determining, for each of the set of common client devices, a common client device connection number corresponding to the number of servers with which the client device has communicated;
determining a sum of the multiplicative inverses of the common client device connection numbers;
determining a total number of client devices with which either the server corresponding to a sample labeled as malicious or the one of the respective servers corresponding to an unlabeled sample have communicated; and
determining the one of the respective similarity metrics as the sum divided by the total number.

18. The system of claim 14, wherein the incremental subset includes an exploration subset selected using an exploration query strategy.

19. The system of claim 18, wherein the incremental subset further includes an exploitation subset selected using an exploitation query strategy.

20. A method comprising:

obtaining a set of samples, each of the set of samples corresponding to a server in a network and including sample values for each of a plurality of variables in a variable space;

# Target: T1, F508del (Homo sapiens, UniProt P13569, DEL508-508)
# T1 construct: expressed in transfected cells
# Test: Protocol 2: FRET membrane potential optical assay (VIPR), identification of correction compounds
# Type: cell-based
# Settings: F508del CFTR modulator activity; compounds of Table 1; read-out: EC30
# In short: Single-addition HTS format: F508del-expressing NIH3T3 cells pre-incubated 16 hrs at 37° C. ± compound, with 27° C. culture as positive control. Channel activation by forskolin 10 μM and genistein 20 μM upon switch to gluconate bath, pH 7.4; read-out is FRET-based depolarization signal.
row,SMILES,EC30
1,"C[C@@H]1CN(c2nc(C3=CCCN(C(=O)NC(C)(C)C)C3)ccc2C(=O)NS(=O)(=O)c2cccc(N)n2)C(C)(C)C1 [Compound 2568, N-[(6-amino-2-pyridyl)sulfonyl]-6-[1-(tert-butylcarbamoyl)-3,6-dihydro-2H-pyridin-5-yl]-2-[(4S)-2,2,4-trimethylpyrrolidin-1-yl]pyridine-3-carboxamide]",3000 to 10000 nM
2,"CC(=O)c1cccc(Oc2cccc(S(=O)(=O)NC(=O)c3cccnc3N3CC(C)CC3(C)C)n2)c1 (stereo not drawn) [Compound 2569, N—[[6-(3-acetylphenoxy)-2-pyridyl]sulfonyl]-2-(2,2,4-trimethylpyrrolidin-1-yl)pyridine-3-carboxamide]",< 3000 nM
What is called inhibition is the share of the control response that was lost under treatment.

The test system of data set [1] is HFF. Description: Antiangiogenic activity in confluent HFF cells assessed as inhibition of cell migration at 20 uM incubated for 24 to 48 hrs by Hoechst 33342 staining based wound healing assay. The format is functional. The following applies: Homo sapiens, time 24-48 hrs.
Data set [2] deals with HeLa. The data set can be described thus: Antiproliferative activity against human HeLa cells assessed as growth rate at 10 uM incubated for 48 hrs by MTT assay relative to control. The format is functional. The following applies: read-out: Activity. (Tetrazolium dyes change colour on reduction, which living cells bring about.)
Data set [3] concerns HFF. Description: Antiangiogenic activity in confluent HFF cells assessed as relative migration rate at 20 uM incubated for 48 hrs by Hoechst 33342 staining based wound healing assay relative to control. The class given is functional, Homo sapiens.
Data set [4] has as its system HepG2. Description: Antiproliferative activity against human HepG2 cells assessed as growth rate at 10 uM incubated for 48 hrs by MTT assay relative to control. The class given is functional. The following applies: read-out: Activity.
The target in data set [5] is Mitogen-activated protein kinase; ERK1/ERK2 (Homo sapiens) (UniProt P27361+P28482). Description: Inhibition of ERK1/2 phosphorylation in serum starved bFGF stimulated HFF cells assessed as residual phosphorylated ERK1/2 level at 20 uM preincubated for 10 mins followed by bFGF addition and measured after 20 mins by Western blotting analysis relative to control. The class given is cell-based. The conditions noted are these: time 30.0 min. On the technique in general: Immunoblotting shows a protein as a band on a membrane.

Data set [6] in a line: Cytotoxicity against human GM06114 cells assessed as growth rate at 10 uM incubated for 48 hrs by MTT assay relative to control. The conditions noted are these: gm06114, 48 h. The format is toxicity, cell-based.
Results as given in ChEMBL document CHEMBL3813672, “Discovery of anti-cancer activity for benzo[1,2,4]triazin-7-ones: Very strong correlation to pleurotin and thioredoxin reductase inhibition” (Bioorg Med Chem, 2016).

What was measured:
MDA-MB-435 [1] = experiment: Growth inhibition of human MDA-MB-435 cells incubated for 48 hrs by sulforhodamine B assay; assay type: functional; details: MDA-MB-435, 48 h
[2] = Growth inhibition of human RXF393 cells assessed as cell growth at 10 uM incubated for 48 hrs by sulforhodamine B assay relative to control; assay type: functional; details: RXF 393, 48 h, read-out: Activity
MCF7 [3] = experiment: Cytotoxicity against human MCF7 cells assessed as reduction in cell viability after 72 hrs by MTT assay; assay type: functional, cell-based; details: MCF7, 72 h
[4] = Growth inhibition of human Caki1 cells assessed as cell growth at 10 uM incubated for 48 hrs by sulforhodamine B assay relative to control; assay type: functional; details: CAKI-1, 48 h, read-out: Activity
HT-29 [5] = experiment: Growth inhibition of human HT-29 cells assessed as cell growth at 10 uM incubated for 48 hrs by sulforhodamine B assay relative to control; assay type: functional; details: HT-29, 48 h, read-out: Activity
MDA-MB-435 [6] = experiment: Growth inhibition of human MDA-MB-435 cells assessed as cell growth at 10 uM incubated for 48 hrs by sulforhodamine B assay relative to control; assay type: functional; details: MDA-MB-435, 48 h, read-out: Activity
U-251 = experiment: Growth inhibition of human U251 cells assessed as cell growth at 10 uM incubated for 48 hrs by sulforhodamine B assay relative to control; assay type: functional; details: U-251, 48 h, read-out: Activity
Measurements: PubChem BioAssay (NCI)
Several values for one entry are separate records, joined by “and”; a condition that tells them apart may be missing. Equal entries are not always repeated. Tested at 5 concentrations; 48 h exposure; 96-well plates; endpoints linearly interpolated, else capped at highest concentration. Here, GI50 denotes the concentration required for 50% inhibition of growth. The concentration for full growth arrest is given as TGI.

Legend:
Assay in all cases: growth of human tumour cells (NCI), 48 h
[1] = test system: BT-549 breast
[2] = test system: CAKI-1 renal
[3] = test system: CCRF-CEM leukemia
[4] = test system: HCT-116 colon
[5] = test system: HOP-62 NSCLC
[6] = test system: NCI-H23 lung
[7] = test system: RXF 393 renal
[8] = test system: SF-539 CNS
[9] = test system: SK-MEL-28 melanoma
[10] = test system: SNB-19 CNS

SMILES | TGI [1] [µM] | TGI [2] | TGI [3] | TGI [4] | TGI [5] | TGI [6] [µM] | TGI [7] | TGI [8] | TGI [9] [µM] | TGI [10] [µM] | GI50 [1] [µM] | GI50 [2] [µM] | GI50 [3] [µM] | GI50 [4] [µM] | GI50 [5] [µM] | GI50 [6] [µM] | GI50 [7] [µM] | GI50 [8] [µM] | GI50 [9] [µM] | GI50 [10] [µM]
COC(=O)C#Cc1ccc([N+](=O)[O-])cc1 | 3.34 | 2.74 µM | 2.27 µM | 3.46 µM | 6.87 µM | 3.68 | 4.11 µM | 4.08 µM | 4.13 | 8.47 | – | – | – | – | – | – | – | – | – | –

receiving, for each of an initial subset of the set of samples, a label for the sample as being either malicious or legitimate;
identifying one or more boundaries in the variable space based on the labels and sample values for each of the initial subset;
for each of a plurality of iterations: selecting an incremental subset of the unlabeled samples of the set of samples; receiving, for each of the incremental subset, a label for the sample as being either malicious or legitimate; and identifying one or more updated boundaries in the variable space based on the received labels and sample values,
wherein, for at least one of the plurality of iterations, the incremental subset is at least partially selected according to an exploration strategy.

Patent History

Publication number: 20180034838
Type: Application
Filed: Jul 28, 2016
Publication Date: Feb 1, 2018
Inventors: Jan Jusko (Prague), Michal Sofka (Princeton, NJ)
Application Number: 15/221,838

Classifications

International Classification: H04L 29/06 (20060101); G06N 7/00 (20060101); G06N 99/00 (20060101);